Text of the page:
In it, but not of it. TPM DC
For example, The Hill wrote on Thursday: "The Ebola crisis in the United States has become an anchor threatening to sink the Obama presidency."
"Shortcomings" in the Ebola response, which the Obama administration has acknowledged, are some kind of culmination in a long history of incompetence and deteriorating public trust in the White House, according to the newspaper.
Obama hasn’t had a major error like Katrina or the War in Iraq. But the cumulative effect of careening through an unrelenting two years of crises, from the Department of Veterans Affairs to the Secret Service, has had a similar effect on perceptions of the president.
History suggests that the president’s measured response to crises has not paid dividends. While White House officials chortle at “phony scandals” like the IRS targeting of political groups or the terror attacks in Benghazi, polls show that trust in the government and the president’s handling of foreign policy have been steadily eroding.
The New York Times's Michael Barbaro theorized Ebola -- which, again, has killed a single person in the United States -- could define the Obama presidency more than the Affordable Care Act, which has extended health coverage to more than 10 million people and is generally considered the most significant domestic legislative program in a generation, no matter whether you think that is a good or a bad thing.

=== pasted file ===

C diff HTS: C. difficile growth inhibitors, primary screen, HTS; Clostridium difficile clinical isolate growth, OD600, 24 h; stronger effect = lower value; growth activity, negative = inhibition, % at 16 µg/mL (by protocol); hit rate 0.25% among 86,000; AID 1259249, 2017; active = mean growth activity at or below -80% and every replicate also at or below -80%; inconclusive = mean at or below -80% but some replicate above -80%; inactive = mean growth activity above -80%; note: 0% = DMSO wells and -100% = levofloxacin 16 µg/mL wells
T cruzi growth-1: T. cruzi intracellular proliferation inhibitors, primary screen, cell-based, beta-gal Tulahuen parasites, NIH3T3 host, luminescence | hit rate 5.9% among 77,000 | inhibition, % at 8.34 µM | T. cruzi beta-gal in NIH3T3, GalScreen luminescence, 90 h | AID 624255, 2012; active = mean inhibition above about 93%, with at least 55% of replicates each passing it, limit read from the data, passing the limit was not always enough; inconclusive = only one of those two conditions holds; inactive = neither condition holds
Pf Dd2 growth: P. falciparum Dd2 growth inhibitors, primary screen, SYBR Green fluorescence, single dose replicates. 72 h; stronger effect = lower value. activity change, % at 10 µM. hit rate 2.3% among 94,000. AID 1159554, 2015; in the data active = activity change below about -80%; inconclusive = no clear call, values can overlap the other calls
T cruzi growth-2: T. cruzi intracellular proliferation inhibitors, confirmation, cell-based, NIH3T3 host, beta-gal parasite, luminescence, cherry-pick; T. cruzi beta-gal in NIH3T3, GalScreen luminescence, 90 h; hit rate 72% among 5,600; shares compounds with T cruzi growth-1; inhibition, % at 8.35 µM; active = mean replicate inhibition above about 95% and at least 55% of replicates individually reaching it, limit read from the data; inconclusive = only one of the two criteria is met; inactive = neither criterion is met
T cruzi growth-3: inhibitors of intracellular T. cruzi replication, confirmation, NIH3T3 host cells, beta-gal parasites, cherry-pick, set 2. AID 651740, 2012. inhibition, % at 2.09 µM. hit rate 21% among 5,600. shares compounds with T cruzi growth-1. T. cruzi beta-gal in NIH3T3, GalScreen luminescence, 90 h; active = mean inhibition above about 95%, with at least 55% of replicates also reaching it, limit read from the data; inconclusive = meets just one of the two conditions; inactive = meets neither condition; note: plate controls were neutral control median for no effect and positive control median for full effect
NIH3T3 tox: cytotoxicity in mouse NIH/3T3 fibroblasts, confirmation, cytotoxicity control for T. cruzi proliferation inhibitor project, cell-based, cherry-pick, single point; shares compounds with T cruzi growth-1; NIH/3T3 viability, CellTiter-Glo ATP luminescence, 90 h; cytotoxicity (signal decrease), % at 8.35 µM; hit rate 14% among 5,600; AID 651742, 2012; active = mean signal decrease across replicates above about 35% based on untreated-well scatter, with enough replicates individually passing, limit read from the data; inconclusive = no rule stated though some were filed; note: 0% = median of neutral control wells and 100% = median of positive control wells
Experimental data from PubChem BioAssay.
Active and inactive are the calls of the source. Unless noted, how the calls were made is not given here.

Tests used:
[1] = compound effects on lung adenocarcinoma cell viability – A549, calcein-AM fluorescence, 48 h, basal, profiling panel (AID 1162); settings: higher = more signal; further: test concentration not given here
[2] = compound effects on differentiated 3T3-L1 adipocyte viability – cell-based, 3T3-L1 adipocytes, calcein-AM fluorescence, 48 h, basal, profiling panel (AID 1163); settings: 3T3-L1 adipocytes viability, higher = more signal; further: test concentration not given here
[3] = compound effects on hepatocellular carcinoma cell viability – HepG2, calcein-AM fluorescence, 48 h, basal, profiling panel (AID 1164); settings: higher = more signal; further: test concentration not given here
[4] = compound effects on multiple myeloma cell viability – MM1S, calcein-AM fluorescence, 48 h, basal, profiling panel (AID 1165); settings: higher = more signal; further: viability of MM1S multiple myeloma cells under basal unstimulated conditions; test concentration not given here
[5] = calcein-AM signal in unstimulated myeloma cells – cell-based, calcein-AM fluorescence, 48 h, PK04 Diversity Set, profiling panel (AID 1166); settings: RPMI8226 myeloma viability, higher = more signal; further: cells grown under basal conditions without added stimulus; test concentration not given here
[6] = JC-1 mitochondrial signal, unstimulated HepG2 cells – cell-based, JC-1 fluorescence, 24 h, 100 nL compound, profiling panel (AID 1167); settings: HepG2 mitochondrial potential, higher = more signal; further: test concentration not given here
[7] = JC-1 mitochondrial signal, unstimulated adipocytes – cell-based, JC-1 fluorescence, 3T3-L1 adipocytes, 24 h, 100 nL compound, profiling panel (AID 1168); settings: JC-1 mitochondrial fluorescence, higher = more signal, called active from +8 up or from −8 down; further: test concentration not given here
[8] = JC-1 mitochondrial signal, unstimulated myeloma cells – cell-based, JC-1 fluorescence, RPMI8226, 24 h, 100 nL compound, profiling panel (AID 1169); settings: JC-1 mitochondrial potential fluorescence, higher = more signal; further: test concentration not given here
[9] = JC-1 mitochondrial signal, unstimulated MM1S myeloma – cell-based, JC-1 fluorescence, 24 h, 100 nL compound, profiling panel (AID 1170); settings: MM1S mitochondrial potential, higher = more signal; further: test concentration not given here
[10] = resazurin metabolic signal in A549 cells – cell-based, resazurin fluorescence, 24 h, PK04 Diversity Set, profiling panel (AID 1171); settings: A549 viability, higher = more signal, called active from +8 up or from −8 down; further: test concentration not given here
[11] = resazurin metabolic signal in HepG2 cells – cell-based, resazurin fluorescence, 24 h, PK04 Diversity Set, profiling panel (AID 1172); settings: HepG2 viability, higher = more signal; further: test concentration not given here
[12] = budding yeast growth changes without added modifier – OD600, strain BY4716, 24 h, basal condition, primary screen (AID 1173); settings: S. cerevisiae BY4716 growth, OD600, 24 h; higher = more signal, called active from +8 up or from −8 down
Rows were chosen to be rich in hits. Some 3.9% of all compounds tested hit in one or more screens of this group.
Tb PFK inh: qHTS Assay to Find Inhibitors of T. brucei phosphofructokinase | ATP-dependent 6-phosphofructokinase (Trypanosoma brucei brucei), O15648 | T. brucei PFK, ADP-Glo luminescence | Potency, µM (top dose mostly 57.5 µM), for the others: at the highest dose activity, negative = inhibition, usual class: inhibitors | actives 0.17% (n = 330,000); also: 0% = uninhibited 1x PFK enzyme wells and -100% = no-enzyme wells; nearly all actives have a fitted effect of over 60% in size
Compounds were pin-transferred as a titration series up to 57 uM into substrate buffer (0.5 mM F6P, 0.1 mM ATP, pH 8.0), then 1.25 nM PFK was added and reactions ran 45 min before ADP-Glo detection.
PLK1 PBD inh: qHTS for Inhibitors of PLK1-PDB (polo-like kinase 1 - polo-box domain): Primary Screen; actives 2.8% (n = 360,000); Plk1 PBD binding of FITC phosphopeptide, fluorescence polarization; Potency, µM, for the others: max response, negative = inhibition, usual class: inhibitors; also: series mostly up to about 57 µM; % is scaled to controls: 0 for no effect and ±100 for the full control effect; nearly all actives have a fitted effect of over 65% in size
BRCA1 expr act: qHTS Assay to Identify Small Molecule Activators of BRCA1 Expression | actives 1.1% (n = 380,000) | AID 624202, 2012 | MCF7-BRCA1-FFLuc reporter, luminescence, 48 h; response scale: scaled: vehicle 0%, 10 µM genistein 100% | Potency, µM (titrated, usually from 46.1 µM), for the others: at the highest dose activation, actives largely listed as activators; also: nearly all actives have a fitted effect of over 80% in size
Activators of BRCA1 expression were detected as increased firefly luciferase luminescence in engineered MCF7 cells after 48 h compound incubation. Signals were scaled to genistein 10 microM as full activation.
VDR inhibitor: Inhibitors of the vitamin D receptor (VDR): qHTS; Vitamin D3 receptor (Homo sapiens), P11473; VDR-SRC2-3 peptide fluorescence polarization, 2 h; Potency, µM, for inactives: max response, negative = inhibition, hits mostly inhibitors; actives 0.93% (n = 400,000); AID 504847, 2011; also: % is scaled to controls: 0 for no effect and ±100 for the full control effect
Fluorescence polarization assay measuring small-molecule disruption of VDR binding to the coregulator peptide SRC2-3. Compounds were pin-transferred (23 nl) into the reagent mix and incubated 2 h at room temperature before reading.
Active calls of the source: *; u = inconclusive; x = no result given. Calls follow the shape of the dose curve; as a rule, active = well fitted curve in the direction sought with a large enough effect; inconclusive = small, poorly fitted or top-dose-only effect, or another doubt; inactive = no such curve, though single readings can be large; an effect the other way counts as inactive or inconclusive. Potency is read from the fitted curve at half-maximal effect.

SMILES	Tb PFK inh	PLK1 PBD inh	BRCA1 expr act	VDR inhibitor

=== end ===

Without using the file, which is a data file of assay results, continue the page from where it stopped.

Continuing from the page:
Stating obvious, but if Obama doesn't get Ebola response right, it will define his presidency in a way that dwarfs ACA et al.
— Michael Barbaro (@mikiebarb) October 15, 2014
This is the level of hyperbole at the moment.
"President Obama’s handling of this public-health crisis could impact the midterms and become central to how he is looked at by historians," Eleanor Clift wrote at the Daily Beast. And the experts backed her up: “One thing we can say presidents tend to be held responsible for responses to emergencies,” Bill Galston, a senior fellow with the Brookings Institution, told Clift.
Americans are worried about Ebola -- 40 percent said in a Harvard University poll this week that they feel at risk -- and it is a frightening malady with horrific symptoms and an almost-unfathomable mortality rate. But -- as has now been repeated ad nauseam by authorities and some more responsible journalists -- it is very difficult to spread. The entirety of the U.S. public health apparatus is now being concentrated on keeping it to a quite literal handful of cases.
Other legacy-defining crises -- Obama's Katrinas, if you will, and that's been used now with Ebola, too -- have come and gone. The media has hyped those as well. Now, Americans need level-headed information so that they know that their lives aren't imminently at risk because of Ebola. But you can't expect them to understand that if this is how the situation is being presented to them.